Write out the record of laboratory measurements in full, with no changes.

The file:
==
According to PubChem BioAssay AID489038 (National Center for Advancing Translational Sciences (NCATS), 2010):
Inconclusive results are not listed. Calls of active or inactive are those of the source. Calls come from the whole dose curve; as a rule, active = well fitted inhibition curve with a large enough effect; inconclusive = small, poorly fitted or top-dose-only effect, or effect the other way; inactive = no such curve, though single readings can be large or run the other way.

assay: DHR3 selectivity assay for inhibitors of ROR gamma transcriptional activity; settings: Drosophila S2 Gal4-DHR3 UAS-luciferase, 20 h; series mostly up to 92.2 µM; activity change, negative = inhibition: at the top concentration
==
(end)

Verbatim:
According to PubChem BioAssay AID489038 (National Center for Advancing Translational Sciences (NCATS), 2010):
Inconclusive results are not listed. Calls of active or inactive are those of the source. Calls come from the whole dose curve; as a rule, active = well fitted inhibition curve with a large enough effect; inconclusive = small, poorly fitted or top-dose-only effect, or effect the other way; inactive = no such curve, though single readings can be large or run the other way.

assay: DHR3 selectivity assay for inhibitors of ROR gamma transcriptional activity; settings: Drosophila S2 Gal4-DHR3 UAS-luciferase, 20 h; series mostly up to 92.2 µM; activity change, negative = inhibition: at the top concentration